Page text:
Displacement and the Rise in Top Wealth Inequality (2018)
Revise and Resubmit, Econometrica
The growth of top wealth shares can be decomposed into two terms: (i) a within term, driven by the average wealth growth of households in top percentiles relative to the economy and (ii) a displacement term, driven by all higher-order moments of their wealth growth. I propose an accounting framework to map this decomposition to the data. I find that the displacement term accounts for more than half of the rise in top wealth shares in the United States since 1983. I examine the importance of this finding for the relationship between wealth inequality and economic growth, as well as for wealth mobility.
Asset Prices and Wealth Inequality (2017)
I document a strong interplay between asset prices and wealth inequality (i) when stock returns are high, inequality increases (ii) higher inequality predicts lower stock returns. This corresponds to the basic prediction of a model where agents have heterogeneous preferences. Quantitatively, however, the model cannot match the excess volatility of asset prices without implying a wealth distribution with a tail thicker than the data. I suggest two parsimonious deviations to resolve this tension: (i) "live-fast-die-young dynamics", in which risk-tolerant investors remain levered only for a short period of time, (ii) time-varying investment opportunities for the rich relative to the rest.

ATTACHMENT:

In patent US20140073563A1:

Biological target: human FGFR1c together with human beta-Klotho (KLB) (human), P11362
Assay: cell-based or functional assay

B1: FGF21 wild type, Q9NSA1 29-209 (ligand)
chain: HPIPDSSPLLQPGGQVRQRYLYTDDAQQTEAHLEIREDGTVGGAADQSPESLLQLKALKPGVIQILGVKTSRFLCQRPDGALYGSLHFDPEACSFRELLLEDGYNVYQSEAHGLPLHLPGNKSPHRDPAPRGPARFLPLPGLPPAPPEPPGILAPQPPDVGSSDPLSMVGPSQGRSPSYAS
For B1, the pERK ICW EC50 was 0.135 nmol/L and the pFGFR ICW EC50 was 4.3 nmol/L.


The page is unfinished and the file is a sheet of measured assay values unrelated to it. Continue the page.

Video of the Wealth Distribution with Regime Switches
Bank Exposure to Interest-Rate Risk and the Transmission of Monetary Policy with A. Landier, D. Sraer and D. Thesmar (2016)
We show that the cash-flow exposure of banks to interest rate risk, or income gap, affects the transmission of monetary policy to bank lending and real activity. In the cross-section of banks, income gap predicts the sensitivity of cash-flows and lending to interest rates. The effect of income gap is larger or similar in magnitude to that of previously identified factors, such as leverage, bank size or asset liquidity. To alleviate endogeneity concerns, we build loan-level data to control for firm-level demand shocks. This analysis also allows us to link banks' interest risk exposure to firm investment and employment.